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Top December Allotment Tips

With the shorter days of winter, there are far less opportunities to visit the allotment. Even so, the allotment is a perfect excuse to get out of the weekend Christmas shopping!

Talking of the festive period, the snowfall that reached parts of the UK at the end of November was a reminder that winter has firmly arrived. I’ve had a rat infestation under my outbuilding to prove it. Rodents of course, like most living things, seek protection and shelter from the cold. It is worth checking your sheds and greenhouses for pests in general.

Inadvertently we can be housing greenhouse pests overwinter on decaying vegetation or pots. This allows them to strike again next year. Cleaning staging and pots with disinfectant are good practices to break the life cycle.

Gifts for Allotmenteers

Excitingly, there are a multitude of gifts available for gardeners and allotment holders. I really like the free-standing, raised large wooden planter. It is perfect for herbs and shallow-rooted crops such as lettuce, radish, strawberries, spring onions, turnips and more. Crops can be grown at a comfortable working height off the ground. Another item that caught my eye is the two-wheeled wheelbarrow. The practical, heavy-duty aspect of this wheelbarrow makes this another perfect allotment-related gift. For smaller budgets, the various seed tins are a good bet.

December Seed Sowing

As we approach the shortest day my seed sowing tends to focus on indoor sprouting seeds. These days there is an exciting range of fast growing seeds, perfect for the windowsill. Alfalfa sprouting seeds, Cress and my ultimate favourite, Pea shoots ‘Twinkle’ are all super easy to grow.

In the cold frame or cold greenhouse, Broad Bean ‘Aquadulce Claudia’ and the hardy round pea ‘Douce Provence’ can be sown. I prefer to cover them with fleece or cloches during extreme frost for extra protection, even they are grown under glass. The pea variety is excellent for exposed windy allotments as it requires no staking. Plant it outside in early spring in well-drained soil.

I like to plan my seed order nice and early to reduce the risk of my favourite varieties selling out. It is a pleasurable indoor job when the ground is too wet to work or you simply want a rest from the cold.

Topical Tasks

Congested apple or pear trees can be tackled during the dormant period. Winter pruning should aim to rejuvenate gnarled neglected trees. Usually, this entails cutting out dead and diseased branches, crossing branches and opening up the centre.

If the tree is well balanced and healthy, little work should be needed save for summer pruning for fruiting spurs. Plum trees should never be pruned in winter, due to the risk of silver leaf disease.

It is a good idea to inspect and clean your guttering on sheds and greenhouses before it begins to cause problems.

Winter is also a great time to check over and sharpen or repair your tools and machinery. There is nothing worse than a blunt spade or hoe. Secateurs that don’t make a clean cut are of no use and snagged cuts can allow fungal disease to enter the host plant.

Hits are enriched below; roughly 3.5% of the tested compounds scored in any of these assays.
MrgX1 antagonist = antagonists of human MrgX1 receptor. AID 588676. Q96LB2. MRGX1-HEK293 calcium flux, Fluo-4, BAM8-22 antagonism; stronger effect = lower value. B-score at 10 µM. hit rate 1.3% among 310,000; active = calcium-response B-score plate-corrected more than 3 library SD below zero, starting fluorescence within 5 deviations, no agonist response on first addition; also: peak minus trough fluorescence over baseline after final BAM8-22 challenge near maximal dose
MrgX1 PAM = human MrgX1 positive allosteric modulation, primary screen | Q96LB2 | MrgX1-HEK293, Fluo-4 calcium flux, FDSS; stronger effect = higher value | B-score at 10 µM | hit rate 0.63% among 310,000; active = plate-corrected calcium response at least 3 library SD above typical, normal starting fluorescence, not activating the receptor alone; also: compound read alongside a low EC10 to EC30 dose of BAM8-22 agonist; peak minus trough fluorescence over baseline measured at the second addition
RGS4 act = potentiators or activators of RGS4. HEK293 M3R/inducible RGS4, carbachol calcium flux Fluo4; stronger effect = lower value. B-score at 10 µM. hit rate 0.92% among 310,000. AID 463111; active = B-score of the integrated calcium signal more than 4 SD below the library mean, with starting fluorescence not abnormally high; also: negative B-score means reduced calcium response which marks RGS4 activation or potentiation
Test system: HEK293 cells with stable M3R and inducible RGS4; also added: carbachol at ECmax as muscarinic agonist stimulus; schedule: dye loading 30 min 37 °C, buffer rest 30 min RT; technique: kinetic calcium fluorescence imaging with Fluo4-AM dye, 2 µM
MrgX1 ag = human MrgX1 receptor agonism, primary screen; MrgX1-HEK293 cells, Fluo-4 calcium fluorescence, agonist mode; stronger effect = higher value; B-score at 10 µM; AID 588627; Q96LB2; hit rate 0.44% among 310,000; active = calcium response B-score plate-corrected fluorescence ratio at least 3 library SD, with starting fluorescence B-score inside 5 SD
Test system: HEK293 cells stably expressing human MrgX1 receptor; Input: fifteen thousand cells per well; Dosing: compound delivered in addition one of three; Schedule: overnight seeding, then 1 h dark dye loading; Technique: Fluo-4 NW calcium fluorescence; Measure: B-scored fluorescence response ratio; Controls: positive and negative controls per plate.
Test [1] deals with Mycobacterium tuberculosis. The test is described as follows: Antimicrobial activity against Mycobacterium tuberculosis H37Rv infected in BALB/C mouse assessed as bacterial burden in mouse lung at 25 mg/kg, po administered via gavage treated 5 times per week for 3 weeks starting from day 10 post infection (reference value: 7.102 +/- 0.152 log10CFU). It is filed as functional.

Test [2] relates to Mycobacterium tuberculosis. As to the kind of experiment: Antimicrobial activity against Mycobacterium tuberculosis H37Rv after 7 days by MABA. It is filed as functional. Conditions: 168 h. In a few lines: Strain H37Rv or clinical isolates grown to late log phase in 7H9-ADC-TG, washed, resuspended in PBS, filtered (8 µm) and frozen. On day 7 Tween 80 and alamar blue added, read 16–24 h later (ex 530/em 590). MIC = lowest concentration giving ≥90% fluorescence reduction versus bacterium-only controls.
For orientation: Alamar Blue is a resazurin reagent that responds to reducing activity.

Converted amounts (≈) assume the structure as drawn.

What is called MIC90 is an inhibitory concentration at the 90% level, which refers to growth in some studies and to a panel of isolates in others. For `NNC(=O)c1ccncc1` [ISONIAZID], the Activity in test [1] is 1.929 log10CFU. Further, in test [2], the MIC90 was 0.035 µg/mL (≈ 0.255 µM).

Mowers, strimmers and cultivators all benefit from a periodic service to keep them running at their best.

Produce in Season

The recent frosts and cold weather has been beneficial for the winter crops if you are a believer that frost improves the flavour of leeks, parnsips and sprouts. They certainly don’t seem to mind it and I’ve already enjoyed a few leeks and Jerusalem artichokes. I’m going to head up to my plot on Christmas morning to harvest fresh veg for lunch including cabbage, sprouts and swede as well as the above.

May I wish all my readers a Merry Christmas and Peaceful New Year.

We hope you have enjoyed our Top December Allotment Tips and stay tuned for more in January.

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About Lee Senior

Lee Senior is an experienced horticultural writer, RHS Yorkshire in Bloom judge and horticultural consultant. He has also had an allotment for over 25 years. After initially spurning horticulture as a career option, to pursue his boyhood dream of becoming a train driver, Lee soon realised he couldn't resist getting his hands dirty to make a living. Horticultural College training led, to getting an allotment at the tender age of 18 (in the days when you could actually get a plot quickly). My gardening hero, is Geoff Hamilton" says Lee. "It was Geoff who convinced me that you didn't have to spray everything that moved in the garden. Watching him on Gardeners’ World in the late 1980’s and early 1990’s was a revelation. I was lucky enough to meet Geoff and I’ve also more recently had the pleasure of meeting Joe Swift. Now over two decades of practical experience has taught me to work with mother nature, not to fight against her and don't try to tame her, as so many gardeners seem to be on a mission to do. Small-scale food growing is my passion and I can't wait for my two daughters, one who is 8 years old and the other who is 5 to hopefully pick up the baton in the future. Nothing beats the flavour and satisfaction of growing your own food. You simply cannot buy the same quality and freshness. Everyone can have a go at growing something says Lee, no matter where they live. Lee has also written his two books; 'Pennine Way, The Highs and Lows' which is a humorous, personal account of walking this momentous iconic walk. His second book 'Walking in the Aire', features 14 short walks in Yorkshire.

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